DELHI: Public Private Partnership (PPP) broadly refers to long-term, contractual partnership between the public and private sector agencies, specifically targeted towards financing, designing, implementing and operating infrastructure facilities and services that were traditionally provided by the public sector. PPPs are therefore “cooperative venture between the public and private sectors, built on the expertise of each partner that best meets clearly defined public needs through the appropriate allocation of resources, risks and rewards.”
These collaborative ventures are built around the expertise and capacity of the project partners and are based on a contractual agreement, which ensures appropriate and mutually agreed allocation of resources, risks and returns. This approach of developing and operating public utilities and infrastructure by the private sector under terms and conditions agreeable to both the government and the private sector is called PPP or P3 or Private Sector Participation (PSP).
PPPs often involve complex planning and sustained facilitation. Infrastructure projects such as roads and bridges, water supply, sewerage and drainage involve large investment, long gestation period, poor cost recovery and construction, social and environmental risks. When infrastructure is developed as PPPs, the process is often characterised by detailed risk and cost appraisal, complex and long bidding procedures, difficult stakeholder management and long-drawn negotiations to financial closure. This means that PPPs are critically dependent on sustained and explicit support of the sponsoring government. To deal with these procedural complexities and potential pitfalls of PPPs, governments need to be clear, committed and technically capable to handle the legal, regulatory, policy and governance issues. Thus, a strong commitment on the part of the government is the key to the success of a PPP.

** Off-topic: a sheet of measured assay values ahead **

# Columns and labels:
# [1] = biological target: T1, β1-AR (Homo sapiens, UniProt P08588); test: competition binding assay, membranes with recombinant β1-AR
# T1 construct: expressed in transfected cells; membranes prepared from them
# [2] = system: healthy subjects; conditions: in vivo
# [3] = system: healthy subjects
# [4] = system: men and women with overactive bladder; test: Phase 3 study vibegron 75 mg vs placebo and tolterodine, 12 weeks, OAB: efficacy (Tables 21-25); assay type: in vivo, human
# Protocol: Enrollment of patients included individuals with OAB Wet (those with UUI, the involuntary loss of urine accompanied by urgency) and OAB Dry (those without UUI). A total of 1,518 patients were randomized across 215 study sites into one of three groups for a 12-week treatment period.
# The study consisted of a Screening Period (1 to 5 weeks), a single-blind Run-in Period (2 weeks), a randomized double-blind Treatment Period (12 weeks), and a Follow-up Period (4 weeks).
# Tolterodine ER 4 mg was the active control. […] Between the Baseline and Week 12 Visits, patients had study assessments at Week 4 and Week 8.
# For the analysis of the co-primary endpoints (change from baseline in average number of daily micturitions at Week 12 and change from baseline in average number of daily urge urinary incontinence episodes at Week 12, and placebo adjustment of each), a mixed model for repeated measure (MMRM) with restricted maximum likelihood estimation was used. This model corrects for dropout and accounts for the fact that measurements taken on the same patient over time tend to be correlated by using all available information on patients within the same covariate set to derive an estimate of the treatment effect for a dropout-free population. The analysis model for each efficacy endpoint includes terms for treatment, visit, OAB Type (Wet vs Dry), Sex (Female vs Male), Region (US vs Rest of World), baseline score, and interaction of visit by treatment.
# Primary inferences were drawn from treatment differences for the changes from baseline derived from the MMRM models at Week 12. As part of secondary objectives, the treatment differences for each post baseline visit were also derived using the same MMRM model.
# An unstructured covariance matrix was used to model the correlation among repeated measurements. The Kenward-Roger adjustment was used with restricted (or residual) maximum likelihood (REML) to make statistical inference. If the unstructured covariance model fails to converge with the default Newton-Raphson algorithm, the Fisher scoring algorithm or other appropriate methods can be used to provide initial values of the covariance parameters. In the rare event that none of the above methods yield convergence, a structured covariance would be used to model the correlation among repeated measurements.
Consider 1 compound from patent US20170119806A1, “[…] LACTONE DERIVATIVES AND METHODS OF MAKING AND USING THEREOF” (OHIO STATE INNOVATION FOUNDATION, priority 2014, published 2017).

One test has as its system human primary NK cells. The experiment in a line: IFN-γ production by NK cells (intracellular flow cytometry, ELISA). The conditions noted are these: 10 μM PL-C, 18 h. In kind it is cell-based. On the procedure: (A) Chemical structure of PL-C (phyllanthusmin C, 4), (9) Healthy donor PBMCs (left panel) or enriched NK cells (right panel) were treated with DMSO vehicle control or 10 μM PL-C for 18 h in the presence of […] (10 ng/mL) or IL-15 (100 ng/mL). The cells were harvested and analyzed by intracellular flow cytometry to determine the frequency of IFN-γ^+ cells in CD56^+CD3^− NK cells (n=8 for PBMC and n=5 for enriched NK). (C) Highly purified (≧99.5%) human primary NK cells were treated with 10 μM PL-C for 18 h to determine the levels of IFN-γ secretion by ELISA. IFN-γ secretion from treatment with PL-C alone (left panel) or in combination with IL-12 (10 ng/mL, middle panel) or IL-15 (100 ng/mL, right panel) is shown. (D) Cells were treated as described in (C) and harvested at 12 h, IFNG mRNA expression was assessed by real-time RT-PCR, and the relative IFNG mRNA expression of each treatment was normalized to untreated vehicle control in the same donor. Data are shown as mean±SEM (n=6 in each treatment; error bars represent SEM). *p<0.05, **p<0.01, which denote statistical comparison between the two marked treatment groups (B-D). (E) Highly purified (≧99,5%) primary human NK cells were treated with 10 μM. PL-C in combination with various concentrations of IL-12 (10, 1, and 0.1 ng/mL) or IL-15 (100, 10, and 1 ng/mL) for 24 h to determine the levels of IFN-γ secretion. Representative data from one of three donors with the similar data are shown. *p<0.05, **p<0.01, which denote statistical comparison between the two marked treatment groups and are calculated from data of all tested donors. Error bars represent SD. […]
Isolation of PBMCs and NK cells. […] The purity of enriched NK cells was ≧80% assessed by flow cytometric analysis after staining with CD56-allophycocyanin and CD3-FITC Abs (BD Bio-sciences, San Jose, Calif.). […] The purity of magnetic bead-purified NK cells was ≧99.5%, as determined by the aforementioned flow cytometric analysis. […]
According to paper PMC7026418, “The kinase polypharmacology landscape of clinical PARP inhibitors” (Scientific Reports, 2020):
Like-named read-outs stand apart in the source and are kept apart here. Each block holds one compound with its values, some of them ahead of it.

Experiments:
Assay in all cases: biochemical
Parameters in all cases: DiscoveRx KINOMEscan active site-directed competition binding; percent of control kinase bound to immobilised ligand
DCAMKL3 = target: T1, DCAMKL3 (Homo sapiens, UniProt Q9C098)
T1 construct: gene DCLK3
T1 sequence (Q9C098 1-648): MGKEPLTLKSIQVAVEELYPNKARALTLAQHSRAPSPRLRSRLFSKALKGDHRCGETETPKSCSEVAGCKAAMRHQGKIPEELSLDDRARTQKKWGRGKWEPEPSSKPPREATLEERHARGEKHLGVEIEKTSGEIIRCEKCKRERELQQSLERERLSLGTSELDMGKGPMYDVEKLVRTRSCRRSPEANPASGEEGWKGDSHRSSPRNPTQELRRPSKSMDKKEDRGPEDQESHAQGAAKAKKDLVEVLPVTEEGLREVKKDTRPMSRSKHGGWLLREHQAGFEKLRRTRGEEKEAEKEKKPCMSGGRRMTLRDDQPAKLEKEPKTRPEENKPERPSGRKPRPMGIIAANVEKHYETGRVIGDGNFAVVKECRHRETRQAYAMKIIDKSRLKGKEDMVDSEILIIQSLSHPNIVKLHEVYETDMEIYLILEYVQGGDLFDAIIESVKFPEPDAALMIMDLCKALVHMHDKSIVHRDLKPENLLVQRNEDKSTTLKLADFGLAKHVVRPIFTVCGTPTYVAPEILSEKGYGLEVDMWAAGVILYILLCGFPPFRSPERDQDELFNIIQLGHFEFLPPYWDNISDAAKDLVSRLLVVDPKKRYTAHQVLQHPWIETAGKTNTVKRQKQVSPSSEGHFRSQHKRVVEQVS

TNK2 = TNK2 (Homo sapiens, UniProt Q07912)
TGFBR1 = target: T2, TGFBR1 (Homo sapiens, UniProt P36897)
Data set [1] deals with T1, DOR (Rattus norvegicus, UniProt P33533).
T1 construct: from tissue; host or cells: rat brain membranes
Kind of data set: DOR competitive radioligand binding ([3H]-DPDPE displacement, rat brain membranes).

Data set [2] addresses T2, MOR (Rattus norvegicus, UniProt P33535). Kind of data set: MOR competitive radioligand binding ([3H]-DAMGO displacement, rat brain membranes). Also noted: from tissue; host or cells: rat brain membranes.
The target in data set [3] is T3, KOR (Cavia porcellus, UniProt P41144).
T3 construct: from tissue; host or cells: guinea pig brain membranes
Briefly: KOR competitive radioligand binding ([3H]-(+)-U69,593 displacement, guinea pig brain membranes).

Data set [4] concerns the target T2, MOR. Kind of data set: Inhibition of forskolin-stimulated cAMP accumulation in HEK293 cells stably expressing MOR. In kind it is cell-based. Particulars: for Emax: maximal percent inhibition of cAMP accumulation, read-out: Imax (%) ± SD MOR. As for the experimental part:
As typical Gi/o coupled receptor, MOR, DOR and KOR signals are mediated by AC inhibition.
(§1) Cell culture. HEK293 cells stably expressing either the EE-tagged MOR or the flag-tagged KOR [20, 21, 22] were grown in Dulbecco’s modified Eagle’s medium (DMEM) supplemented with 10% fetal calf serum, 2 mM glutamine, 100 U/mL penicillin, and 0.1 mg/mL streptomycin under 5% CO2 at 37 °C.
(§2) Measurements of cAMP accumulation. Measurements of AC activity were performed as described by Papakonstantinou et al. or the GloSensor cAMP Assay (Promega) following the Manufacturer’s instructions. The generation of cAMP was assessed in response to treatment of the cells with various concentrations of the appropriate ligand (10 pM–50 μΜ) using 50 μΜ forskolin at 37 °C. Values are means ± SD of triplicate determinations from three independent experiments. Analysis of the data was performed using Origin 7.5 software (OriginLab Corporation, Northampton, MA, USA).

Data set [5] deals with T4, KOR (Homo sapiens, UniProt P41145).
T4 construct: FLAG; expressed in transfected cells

PPPs aim to combine the skills, expertise and experience of both the public and private sectors to deliver higher standard of services to customers or citizens. The public sector contributes assurance in terms of stable governance, citizens’ support, financing and also assumes social, environmental and political risks. The private sector brings along operational efficiencies, innovative technologies, managerial effectiveness, access to additional finances and construction & commercial risk sharing.
Not all projects with private sector participation are PPP projects. Essentially, PPPs are those ventures in which the resources required by the project in totality, along with the accompanying risks and rewards/returns, are shared on the basis of a predetermined, agreed formula, which is formalised through a contract. PPPs are different from privatization.
While PPPs involve private management of public services through a long-term contract between an operator and a public authority, privatisation involves outright sale of a public service or facility to the private sector. A typical PPP example would be a toll expressway project financed and constructed by a private developer.